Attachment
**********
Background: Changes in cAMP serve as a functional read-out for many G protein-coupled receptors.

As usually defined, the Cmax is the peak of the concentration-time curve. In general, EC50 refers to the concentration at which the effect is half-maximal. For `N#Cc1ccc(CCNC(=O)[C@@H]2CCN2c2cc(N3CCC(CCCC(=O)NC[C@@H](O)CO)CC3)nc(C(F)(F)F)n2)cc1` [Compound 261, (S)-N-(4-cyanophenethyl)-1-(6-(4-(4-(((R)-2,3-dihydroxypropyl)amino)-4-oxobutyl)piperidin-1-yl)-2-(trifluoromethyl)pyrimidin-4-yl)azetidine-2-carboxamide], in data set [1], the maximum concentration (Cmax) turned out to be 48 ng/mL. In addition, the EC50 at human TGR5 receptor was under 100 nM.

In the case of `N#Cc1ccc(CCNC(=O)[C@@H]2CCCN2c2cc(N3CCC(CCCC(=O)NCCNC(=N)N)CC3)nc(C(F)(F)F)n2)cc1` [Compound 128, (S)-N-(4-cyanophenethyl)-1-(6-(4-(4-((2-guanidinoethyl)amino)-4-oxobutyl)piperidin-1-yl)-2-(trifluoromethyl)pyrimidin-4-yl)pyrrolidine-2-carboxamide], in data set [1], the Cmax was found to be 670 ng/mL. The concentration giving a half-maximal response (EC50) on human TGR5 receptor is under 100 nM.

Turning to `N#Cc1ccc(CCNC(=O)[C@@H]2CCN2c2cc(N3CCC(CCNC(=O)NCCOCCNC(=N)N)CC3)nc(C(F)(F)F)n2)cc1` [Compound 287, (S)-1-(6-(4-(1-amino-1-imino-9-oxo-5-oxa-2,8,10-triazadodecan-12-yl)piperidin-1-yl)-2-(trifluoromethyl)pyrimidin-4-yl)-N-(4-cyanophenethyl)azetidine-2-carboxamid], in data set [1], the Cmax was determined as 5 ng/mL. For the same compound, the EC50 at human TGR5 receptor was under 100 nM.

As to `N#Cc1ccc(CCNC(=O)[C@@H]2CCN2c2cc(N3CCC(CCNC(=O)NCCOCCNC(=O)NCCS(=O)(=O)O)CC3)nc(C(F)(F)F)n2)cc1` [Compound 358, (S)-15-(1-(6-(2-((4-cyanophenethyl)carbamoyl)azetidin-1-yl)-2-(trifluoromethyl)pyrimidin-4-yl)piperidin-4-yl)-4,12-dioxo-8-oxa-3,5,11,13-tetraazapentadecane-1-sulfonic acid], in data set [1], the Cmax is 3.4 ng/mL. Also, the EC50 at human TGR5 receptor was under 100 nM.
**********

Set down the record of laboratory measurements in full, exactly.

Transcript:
Background: Changes in cAMP serve as a functional read-out for many G protein-coupled receptors.

As usually defined, the Cmax is the peak of the concentration-time curve. In general, EC50 refers to the concentration at which the effect is half-maximal. For `N#Cc1ccc(CCNC(=O)[C@@H]2CCN2c2cc(N3CCC(CCCC(=O)NC[C@@H](O)CO)CC3)nc(C(F)(F)F)n2)cc1` [Compound 261, (S)-N-(4-cyanophenethyl)-1-(6-(4-(4-(((R)-2,3-dihydroxypropyl)amino)-4-oxobutyl)piperidin-1-yl)-2-(trifluoromethyl)pyrimidin-4-yl)azetidine-2-carboxamide], in data set [1], the maximum concentration (Cmax) turned out to be 48 ng/mL. In addition, the EC50 at human TGR5 receptor was under 100 nM.

In the case of `N#Cc1ccc(CCNC(=O)[C@@H]2CCCN2c2cc(N3CCC(CCCC(=O)NCCNC(=N)N)CC3)nc(C(F)(F)F)n2)cc1` [Compound 128, (S)-N-(4-cyanophenethyl)-1-(6-(4-(4-((2-guanidinoethyl)amino)-4-oxobutyl)piperidin-1-yl)-2-(trifluoromethyl)pyrimidin-4-yl)pyrrolidine-2-carboxamide], in data set [1], the Cmax was found to be 670 ng/mL. The concentration giving a half-maximal response (EC50) on human TGR5 receptor is under 100 nM.

Turning to `N#Cc1ccc(CCNC(=O)[C@@H]2CCN2c2cc(N3CCC(CCNC(=O)NCCOCCNC(=N)N)CC3)nc(C(F)(F)F)n2)cc1` [Compound 287, (S)-1-(6-(4-(1-amino-1-imino-9-oxo-5-oxa-2,8,10-triazadodecan-12-yl)piperidin-1-yl)-2-(trifluoromethyl)pyrimidin-4-yl)-N-(4-cyanophenethyl)azetidine-2-carboxamid], in data set [1], the Cmax was determined as 5 ng/mL. For the same compound, the EC50 at human TGR5 receptor was under 100 nM.

As to `N#Cc1ccc(CCNC(=O)[C@@H]2CCN2c2cc(N3CCC(CCNC(=O)NCCOCCNC(=O)NCCS(=O)(=O)O)CC3)nc(C(F)(F)F)n2)cc1` [Compound 358, (S)-15-(1-(6-(2-((4-cyanophenethyl)carbamoyl)azetidin-1-yl)-2-(trifluoromethyl)pyrimidin-4-yl)piperidin-4-yl)-4,12-dioxo-8-oxa-3,5,11,13-tetraazapentadecane-1-sulfonic acid], in data set [1], the Cmax is 3.4 ng/mL. Also, the EC50 at human TGR5 receptor was under 100 nM.